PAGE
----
“Sur Le Quais” – Lolita, My Love (John Barry- Alan Jay Lerner; 1971; closed closed out of town in Boston) Dorothy Loudon‘s performance as Charlotte Haze is perhaps the greatest thing this ill-fated adaptation of Vladimir Nabokov‘s extraordinary novel has to offer. In looking at the material as an example of creating an adaptation, it works well; the pederasty is just plain uncomfortable to stomach when dramatized, especially in a musical. Loudon stopped the show with this Gallic-flavored romp with Humbert midway through the first act.

Duet for One (The First Lady of the Land)” – 1600 Pennsylvania Avenue (Leonard Bernstein- Alan Jay Lerner; 1976; Mark Hellinger: 7 performances) A musical covering race relations and the first one hundred years of the White House. Lofty ambitions basically did the show in the from beginning. With a libretto that plays more like a musical revue than a book show; and two actors (Ken Howard and the divine Patricia Routledge) serving as each President and First Lady, the show’s strength is in its performers and its score. There is not enough time in a 2 1/2 hour musical to possibly cover all the ground that I’m sure the creative team hoped to. The show never completely gelled; much was changed and revised and the show was a critical and financial disaster in NY, lasting a week; and Bernstein refused to allow the original cast album to be made, which is unfortunate. In this act two showstopper, one of the most daunting and brilliantly conceived in a flop or hit, Routledge switches between the characters of Julia Grant and Lucy Hayes at the inauguration of Rutherford B. Hayes. For almost nine minutes; we get the history of the election, the end of the era of Reconstruction and racial commentary thrown in among the barbed insults the character hurl at one another. She’s a schizophrenic marvel as she created two clearly delineated characters while utilizing a chest resonance for one and a coloratura soprano for the other. Genius.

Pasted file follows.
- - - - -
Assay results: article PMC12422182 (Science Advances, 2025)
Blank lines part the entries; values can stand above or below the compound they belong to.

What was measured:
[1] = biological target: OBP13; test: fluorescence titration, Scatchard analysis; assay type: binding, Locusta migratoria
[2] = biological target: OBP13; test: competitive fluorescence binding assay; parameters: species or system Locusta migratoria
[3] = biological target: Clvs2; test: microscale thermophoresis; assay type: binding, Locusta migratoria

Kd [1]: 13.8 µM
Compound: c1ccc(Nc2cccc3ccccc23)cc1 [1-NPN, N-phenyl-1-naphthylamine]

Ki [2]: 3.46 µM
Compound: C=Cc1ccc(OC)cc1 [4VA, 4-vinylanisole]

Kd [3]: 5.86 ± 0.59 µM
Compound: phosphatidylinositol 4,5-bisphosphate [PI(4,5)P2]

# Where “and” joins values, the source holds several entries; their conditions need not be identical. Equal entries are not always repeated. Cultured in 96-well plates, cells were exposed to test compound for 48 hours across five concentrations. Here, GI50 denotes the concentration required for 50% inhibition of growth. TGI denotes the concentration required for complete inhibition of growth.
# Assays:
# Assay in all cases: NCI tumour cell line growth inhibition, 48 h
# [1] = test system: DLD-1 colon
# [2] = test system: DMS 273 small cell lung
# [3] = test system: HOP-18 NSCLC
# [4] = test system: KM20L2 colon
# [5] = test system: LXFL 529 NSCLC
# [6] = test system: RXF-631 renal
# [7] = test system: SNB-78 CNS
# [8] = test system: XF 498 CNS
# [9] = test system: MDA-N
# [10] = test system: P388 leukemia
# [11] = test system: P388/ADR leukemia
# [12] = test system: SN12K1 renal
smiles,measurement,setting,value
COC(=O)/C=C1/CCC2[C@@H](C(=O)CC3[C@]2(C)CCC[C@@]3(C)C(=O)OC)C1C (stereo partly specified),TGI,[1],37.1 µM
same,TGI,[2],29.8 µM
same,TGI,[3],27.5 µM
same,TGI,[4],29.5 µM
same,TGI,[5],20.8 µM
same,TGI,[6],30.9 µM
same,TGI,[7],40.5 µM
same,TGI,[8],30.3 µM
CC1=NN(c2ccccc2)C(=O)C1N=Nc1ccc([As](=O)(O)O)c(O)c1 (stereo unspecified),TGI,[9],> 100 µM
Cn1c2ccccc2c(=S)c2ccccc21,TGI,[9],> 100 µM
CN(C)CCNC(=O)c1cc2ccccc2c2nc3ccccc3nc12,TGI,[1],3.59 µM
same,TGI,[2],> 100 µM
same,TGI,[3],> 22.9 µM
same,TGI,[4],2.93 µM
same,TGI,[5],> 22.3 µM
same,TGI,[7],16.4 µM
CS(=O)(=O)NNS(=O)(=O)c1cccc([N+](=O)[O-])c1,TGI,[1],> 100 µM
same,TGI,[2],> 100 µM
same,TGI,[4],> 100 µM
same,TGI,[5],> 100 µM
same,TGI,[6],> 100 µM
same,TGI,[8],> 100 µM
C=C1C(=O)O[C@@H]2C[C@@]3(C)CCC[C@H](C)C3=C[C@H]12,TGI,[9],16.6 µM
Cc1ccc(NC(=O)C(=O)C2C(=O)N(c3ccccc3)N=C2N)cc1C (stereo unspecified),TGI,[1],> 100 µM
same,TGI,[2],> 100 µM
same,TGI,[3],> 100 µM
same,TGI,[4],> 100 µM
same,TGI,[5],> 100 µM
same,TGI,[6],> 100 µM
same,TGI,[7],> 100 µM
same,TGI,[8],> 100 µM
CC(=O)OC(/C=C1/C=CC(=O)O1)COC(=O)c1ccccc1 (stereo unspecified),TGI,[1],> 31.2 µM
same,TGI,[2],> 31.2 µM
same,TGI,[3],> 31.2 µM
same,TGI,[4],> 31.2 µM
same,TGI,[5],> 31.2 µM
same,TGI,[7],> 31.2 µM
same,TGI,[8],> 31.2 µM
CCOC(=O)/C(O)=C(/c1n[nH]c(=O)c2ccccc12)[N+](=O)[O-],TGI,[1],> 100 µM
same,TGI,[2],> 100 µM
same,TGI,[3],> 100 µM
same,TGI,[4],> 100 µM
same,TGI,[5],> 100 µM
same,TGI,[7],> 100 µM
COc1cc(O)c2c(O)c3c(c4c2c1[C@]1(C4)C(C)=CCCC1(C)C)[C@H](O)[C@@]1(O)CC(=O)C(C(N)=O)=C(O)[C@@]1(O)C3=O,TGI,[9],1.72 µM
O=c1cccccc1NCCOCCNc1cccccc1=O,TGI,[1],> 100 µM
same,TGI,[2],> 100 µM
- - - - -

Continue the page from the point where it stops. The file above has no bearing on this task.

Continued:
“Glitter and Be Gay” – Candide (Leonard Bernstein-Richard Wilbur, John LaTouche, & Dorothy Parker; 1956; Martin Beck: 73 performances). Sure, it’s gone on to glory in opera repertories and numerous revivals around the world – and its overture is a popular favorite among classical orchestras. But Candide was a pretty hefty flop in 1956, dividing critics (still does) and just not pulling in the business. Barbara Cook, that legend divine, received one of the most difficult piece for sopranos in the musical theatre canon (hell, and opera) with this demanding coloratura soprano aria. Not only are you expected to hit high Eb’s above C, you must also be witty, satiric and hilarious. Eight times a week. It goes without saying that Cook’s rendition is definitive.

“It’s Enough to Make a Lady Fall in Love”/”Let’s See What Happens”/”Not on Your Nellie” – Darling of the Day (Jules Styne-E.Y. Harburg; 1968; George Abbott: 32 performances). See my yesterday’s post.

“He Had Refinement” – A Tree Grows in Brooklyn (Arthur Schwartz-Dorothy Fields; 1951; Alvin: 267 performances). Speculation as to the failure of this problematic yet endearing musical of the Betty Smith novel (brilliant bildungsroman I might add; yes I was an English major) was due to the rearrangement in structure, with the novel’s protagonist Francie taking a back seat to the parents (this included her absence from the entire first act as well). Also Shirley Booth, who received top billing for her part as Cissy, a secondary character, seemed to have thrown off the balance of the show because she walked away with it in her pocket. The force that is Booth displayed her requisite earthy charm, gracious down-to-earth humor and effortless star quality throughout the evening. The most memorable of these moments was her loving recollection of her “first Harry” in laugh out loud hilarious “He Had Refinement.” (An honorable mention here to the glorious yet underrated act one finale, the soaring “I’ll Buy You a Star”).

“And I Was Beautiful” – Dear World (Jerry Herman; 1969; Mark Hellinger: 132 performances). There is much to enjoy in Herman’s score: the showstopping “I Don’t Want to Know,” the intricate trio “The Tea Party,” “Kiss Her Now” and “I’ve Never Said I Love You” could all fit the bill here, but for me it is this devastating ballad about the loss of love – and the effects time has on said loss – sung by a resplendent Angela Lansbury as the Madwoman of Chaillot.

“Sez I/If It Isn’t Everything” – Donnybrook! (Johnny Burke; 1961; 46th Street: 68 performances) The musical version of the highly popular The Quiet Man didn’t fare well on Broadway, but possesses a delightful score, with performances from Art Lund, Joan Fagan, Eddie Foy Jr and the ever reliable Susan Johnson. Ellen Roe Danaher (Mary Kate in the film), played by Fagan, sings this spirited Celtic jig, one of the liveliest numbers to ever open a musical, in which she explains to her family her philosophies on love – and how she hasn’t found the right man. Think of it as a fiery, belty Irish cousin to Brigadoon’s “Waitin’ for My Dearie” and Oklahoma!’s “Many a New Day.”